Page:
Next I set the table saw blade to cut a depth equal to that of the thickness of the soundboard and then with repeated passes hogged out the recess that will be glued to the soundboard.
To begin the shaping of the neck I use this very sharp draw knife. Does a great job on soft Honduran Mahogany, but take care not to cut too deeply. I sometimes use a spokeshave here, but this is faster.
Final shaping is done with chisel, rasp and scraper. the slots in the side will accept the ends of the insrument sides when finally assembled.
final shaping is done with the bow sander, and now the necks are ready to be glued to the soundboards. I have also made the butt blocks and glued them on.
Once the necks are glued on I need to attach some patches to the area around the sound hole and the center splice just to insure against splitting of the soundboard. I cut them out of very thin maple veneer. 'first you cut out the sound hole, then with scissors the rest is easy.
Whittled and sanded the braces for the backs today. here they are glued and clamped in the go-Bar rack. Anyone know how this efficient method of clamping got the name Go Bar? How ever it happened, it works very well. Next project will be refining and attaching the necks to the soundboards.
But the work goes on. Today I whittled the tone bars for two ukuleles in the shade of our house. A delightful couple of hours.
Once all 24 of them were made I repaired to the workshop and glued up one of the sound boards. Not enough clamps to do both.
Next I mixed up some epoxy and installed the carbon fiber rods strenghening the necks. that's enough for one warm day.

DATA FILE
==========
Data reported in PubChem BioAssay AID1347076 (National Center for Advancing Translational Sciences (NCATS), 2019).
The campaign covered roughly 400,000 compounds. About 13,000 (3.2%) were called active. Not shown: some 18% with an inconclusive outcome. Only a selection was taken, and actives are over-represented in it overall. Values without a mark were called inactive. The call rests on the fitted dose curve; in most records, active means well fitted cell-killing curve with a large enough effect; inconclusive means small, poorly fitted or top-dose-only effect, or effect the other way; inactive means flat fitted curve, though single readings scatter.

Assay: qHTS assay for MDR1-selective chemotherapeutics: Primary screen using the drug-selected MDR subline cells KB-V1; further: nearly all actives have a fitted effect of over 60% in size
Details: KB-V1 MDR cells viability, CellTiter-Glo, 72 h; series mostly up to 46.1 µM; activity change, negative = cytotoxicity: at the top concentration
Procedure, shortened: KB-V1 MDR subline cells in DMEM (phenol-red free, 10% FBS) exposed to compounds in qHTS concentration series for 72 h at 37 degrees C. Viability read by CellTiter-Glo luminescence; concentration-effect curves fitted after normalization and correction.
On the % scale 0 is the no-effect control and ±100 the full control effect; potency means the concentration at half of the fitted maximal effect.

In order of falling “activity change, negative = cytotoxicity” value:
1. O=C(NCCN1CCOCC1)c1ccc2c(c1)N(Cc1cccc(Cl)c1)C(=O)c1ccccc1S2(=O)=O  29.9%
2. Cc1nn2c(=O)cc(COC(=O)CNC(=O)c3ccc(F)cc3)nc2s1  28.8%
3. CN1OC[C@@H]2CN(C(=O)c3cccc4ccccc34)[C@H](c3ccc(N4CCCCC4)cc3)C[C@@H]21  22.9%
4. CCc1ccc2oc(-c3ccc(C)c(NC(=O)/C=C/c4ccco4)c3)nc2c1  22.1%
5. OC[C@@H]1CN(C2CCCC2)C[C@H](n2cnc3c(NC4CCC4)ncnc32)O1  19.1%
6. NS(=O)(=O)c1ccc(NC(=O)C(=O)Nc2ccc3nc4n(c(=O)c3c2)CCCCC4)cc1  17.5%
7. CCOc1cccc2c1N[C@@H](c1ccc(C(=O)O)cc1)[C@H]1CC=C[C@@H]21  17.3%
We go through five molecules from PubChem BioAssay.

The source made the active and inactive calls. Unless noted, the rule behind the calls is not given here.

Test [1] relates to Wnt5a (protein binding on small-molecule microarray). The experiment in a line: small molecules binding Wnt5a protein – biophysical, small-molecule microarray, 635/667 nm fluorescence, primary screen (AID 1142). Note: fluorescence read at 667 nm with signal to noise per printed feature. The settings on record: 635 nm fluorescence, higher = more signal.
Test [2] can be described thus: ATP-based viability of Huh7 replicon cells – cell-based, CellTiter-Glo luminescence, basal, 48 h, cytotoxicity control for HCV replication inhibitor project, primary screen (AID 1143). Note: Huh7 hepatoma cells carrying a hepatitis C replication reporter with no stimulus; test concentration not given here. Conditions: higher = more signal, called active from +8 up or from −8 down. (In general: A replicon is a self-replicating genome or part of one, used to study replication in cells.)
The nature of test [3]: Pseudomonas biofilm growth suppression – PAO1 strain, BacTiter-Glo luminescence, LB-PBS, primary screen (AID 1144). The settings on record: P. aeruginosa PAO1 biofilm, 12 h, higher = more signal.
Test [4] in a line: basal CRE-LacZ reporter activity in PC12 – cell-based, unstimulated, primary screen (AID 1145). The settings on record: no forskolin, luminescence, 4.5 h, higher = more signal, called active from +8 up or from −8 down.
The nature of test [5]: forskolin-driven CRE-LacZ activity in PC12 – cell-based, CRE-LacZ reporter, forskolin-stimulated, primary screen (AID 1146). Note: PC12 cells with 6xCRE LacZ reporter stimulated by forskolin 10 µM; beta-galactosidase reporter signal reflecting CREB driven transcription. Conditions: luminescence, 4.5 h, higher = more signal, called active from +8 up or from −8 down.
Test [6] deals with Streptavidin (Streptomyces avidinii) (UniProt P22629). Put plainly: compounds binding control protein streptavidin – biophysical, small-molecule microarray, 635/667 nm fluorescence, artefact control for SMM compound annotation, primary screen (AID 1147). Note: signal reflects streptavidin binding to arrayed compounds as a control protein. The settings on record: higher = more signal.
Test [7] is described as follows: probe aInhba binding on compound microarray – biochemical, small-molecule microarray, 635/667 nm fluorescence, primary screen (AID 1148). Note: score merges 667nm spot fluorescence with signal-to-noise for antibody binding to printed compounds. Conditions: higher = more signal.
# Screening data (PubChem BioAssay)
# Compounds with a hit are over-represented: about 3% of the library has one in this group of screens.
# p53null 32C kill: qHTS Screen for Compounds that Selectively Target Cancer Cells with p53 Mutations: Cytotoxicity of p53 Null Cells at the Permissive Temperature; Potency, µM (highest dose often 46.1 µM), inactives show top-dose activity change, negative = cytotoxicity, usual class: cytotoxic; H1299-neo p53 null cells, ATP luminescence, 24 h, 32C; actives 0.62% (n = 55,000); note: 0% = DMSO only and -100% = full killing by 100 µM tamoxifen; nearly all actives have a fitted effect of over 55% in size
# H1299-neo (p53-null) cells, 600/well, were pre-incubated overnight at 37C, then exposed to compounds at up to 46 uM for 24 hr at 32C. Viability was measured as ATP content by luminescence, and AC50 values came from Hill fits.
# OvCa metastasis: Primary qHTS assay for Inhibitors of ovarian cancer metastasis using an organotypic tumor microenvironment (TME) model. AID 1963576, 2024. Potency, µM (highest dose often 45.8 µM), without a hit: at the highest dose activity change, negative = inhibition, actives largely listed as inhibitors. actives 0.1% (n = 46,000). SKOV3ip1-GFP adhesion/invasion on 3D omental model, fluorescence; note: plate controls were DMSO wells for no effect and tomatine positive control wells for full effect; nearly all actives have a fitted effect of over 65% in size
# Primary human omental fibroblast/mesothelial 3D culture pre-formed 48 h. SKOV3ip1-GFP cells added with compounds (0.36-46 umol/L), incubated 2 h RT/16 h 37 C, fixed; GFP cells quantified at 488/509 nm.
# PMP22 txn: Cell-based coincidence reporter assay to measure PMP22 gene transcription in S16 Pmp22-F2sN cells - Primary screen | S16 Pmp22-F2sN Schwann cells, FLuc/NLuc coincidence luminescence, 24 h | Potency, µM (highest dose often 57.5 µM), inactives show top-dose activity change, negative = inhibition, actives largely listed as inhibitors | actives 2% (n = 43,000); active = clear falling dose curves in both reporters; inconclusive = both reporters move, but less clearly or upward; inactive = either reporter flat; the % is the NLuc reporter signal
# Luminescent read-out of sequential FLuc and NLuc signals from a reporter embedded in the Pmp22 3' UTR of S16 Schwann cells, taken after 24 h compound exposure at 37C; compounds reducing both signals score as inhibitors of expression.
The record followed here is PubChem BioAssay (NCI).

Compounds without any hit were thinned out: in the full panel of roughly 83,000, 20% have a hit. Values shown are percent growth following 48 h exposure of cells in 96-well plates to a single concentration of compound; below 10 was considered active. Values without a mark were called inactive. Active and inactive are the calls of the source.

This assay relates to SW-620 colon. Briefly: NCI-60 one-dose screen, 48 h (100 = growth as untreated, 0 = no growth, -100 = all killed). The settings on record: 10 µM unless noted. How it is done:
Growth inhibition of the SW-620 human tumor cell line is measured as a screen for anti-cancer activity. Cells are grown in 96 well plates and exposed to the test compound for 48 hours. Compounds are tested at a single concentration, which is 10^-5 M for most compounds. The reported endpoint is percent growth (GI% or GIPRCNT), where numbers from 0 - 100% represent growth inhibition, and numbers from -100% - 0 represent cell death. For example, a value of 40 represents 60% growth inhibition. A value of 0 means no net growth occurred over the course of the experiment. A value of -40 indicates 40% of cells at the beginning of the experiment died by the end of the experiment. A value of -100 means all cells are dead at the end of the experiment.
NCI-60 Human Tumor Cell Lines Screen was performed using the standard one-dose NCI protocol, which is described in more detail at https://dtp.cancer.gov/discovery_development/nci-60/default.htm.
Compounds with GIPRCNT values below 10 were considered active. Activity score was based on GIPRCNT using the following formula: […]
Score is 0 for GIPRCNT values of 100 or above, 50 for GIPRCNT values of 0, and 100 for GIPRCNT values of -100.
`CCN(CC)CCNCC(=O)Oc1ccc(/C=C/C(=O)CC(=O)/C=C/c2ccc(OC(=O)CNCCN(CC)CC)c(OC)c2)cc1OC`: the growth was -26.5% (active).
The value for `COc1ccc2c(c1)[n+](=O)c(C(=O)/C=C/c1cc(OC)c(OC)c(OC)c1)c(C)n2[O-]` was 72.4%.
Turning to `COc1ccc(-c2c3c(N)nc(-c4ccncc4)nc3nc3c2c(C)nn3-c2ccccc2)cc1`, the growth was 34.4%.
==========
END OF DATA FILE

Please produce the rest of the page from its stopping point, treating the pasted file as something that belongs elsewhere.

Now that the rosette is firmly glued in we can cut out the sound hole. I do it this way, starting on the drill press a hole is cut large enough to fit over the sanding tube.
Be careful to leave plenty of room between the bitt and the eventual edge. The drill can tear wood.
now you can carefully sand to the hole size that you desire. Go slowly, if you over sand you can't get it back.
This feels about right to me. What do you think? Most luthiers would probably do this with a router and a fancy jig. I confess to being a little old fashioned and prefer to do this by hand.
The decoration that surrounds the sound hole on an acoustic instrument is called a "ROSETTE" I use a simple purfling called rope around the oval sound holes of my ukes. Here is how it is done.
This multipurpose pattern guides the router as it cuts the groove for the Rosette. The soundboard is held firmly by the lucite pattern tightly screwed down. The router awaits.
The cut was successful. This is done before the soundboard is thinned to its final thickness.
Dilute shellac is brushed into the groove so that the super glue that will be used here will not leach into the spruce and discolor it.
Now the challenge is to successfully bend this stiff wooden purfling and fit it into the oval groove.
The heat of the hot pipe does the trick, but you must take it slow and easy.
Here it is, successfully tapped into the groove and secured with superglue. the joint on the left side will be covered by th tip of the fretboard.
Once the glue has hardened the soundboard is thinned to its final thickness. Tomorrow I will cut out the sound hole.
First I must join the two pieces that form the soundboards. here you see my clamping system joining the first Soundboard. Both will be joined today, Tomorrow I can install the rosette and cut the sound hole while the backs are in the joining rig.
The above photo shows the three generations, The new build, the two finished tenors, and the partially finished Pinecones behind them. I usually begin a new build when the former build is ready to be French polished.
And here is the final photo of the two tenors all dressed up with their colorful Guatemalan straps and ready to be sent to their new homes in Edmonton and New Jersey. Enjoy them Alan and Glenn.